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Gunna to Be Released After Pleading Guilty in YSL Case – But Says He Hasn’t Flipped on Young Thug

todayDecember 14, 2022 1

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Gunna pleaded guilty Wednesday (Dec. 14) in the closely-watched criminal case against Young Thug and other alleged members of an Atlanta gang, ending his involvement in the sprawling case and securing his release from jail — though the rapper stressed that he was not cooperating with prosecutors.


In a statement released by his lawyers, Gunna (real name Sergio Kitchens) said he had taken a so-called Alford plea — a maneuver that allows a defendant to enter a formal admission of guilt while still maintaining their innocence — “to end my personal ordeal.”

In technical terms, the rapper pleaded guilty to a single charge against him and was sentenced Wednesday to a time-served, suspended sentence. His lawyers confirmed that he would be “released from jail in the next few hours.”


Despite the plea deal, Gunna stressed that he had not agreed to work with prosecutors in any way to convict Young Thug or any of the other defendants.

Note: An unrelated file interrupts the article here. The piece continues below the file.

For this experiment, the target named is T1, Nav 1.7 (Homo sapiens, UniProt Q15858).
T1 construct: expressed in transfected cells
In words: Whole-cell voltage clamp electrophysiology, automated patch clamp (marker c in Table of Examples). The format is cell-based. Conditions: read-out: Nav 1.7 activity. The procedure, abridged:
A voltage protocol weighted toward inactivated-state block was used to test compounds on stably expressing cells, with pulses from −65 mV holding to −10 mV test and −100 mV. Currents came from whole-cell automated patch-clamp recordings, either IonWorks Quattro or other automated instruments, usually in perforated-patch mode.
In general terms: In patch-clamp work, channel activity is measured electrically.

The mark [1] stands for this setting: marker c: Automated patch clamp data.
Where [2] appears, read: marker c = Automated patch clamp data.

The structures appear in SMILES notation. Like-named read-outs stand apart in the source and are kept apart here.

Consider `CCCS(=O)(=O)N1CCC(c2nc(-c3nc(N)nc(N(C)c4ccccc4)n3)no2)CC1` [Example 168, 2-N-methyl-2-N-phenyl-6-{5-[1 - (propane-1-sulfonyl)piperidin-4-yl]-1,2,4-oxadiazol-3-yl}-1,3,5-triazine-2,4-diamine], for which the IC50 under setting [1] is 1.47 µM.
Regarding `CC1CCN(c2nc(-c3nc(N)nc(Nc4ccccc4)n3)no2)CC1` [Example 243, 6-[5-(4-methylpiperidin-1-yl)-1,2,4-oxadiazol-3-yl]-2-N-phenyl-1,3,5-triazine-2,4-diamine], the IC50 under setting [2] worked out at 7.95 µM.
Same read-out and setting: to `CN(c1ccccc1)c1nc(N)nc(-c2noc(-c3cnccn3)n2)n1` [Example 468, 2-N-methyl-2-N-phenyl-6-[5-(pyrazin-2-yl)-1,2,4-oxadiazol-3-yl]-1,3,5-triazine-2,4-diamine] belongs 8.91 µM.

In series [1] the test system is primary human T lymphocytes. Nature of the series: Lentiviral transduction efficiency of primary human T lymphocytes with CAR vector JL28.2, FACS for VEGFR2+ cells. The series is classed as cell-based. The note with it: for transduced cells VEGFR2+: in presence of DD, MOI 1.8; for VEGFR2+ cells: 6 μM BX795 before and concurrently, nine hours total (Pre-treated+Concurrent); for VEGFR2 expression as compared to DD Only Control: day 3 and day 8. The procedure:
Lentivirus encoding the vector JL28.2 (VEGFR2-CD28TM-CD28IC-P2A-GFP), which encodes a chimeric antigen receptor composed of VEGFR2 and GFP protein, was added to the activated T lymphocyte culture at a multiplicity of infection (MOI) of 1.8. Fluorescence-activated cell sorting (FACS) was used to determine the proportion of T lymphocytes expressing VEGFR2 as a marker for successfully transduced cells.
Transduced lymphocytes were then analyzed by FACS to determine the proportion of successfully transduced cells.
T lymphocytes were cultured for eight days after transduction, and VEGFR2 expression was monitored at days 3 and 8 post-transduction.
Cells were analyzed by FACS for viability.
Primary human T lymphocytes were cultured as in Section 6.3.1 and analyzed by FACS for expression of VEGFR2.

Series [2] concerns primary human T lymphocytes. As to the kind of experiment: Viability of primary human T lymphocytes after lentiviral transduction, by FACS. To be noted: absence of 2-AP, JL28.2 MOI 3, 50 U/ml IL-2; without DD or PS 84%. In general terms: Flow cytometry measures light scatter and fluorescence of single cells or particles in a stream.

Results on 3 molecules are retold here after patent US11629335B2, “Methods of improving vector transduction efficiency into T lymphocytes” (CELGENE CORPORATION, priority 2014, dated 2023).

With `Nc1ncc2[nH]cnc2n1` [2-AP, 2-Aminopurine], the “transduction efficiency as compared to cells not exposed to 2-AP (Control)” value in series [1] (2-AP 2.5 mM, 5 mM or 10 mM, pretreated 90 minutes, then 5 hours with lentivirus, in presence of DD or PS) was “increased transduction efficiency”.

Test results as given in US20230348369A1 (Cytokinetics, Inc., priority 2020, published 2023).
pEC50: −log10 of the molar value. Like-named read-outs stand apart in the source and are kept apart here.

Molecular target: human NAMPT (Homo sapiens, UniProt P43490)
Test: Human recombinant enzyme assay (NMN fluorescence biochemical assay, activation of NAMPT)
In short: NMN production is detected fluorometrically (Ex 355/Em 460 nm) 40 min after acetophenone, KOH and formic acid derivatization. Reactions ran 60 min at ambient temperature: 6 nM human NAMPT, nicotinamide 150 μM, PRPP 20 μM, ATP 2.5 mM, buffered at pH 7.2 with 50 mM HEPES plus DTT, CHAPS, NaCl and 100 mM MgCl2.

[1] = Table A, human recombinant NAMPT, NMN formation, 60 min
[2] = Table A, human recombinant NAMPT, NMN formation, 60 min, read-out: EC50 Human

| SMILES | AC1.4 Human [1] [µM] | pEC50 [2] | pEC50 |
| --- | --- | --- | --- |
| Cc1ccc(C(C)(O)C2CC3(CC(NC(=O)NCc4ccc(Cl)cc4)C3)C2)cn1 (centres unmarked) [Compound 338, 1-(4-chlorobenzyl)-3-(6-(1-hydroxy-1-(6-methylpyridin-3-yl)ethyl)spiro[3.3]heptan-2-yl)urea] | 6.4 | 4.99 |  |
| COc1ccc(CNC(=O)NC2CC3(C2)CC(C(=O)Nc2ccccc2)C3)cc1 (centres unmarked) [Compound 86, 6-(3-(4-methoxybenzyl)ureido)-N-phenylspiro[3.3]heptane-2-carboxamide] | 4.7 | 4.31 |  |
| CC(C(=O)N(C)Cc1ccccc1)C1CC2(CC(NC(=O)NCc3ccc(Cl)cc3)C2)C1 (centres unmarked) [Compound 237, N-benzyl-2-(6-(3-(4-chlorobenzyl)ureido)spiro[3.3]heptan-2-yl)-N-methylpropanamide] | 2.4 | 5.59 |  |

“While I have agreed to always be truthful, I want to make it perfectly clear that I have NOT made any statements, have NOT been interviewed, have NOT cooperated, have NOT agreed to testify or be a witness for or against any party in the case and have absolutely NO intention of being involved in the trial process in any way,” the rapper wrote.

A spokesman for the Fulton County District Attorney’s office, which is prosecuting the case, did not immediately return a request for comment.

Both Young Thug (Jeffery Williams) and Gunna were indicted in May, along with dozens of others, on accusations that their group YSL was not really a record label called “Young Stoner Life,” but a violent Atlanta street gang called “Young Slime Life.” The charges include allegations of murder, carjacking, armed robbery, drug dealing and illegal firearm possession over the past decade.

Young Thug and many others are set to stand trial on those charges in January.

In Wednesday’s statement, Gunna said he was “acknowledging my association with YSL,” but that he had not seen the group as a criminal enterprise.

“When I became affiliated with YSL in 2016, I did not consider it a “gang”; more like a group of people from metro Atlanta who had common interests and artistic aspirations,” Gunna wrote.  My focus of YSL was entertainment – rap artists who wrote and performed music that exaggerated and ‘glorified’ urban life in the Black community.”

“I love and cherish my association with YSL music, and always will,” he wrote. “I look at this as an opportunity to give back to my community and educate young men and women that ‘gangs’ and violence only lead to destruction.”

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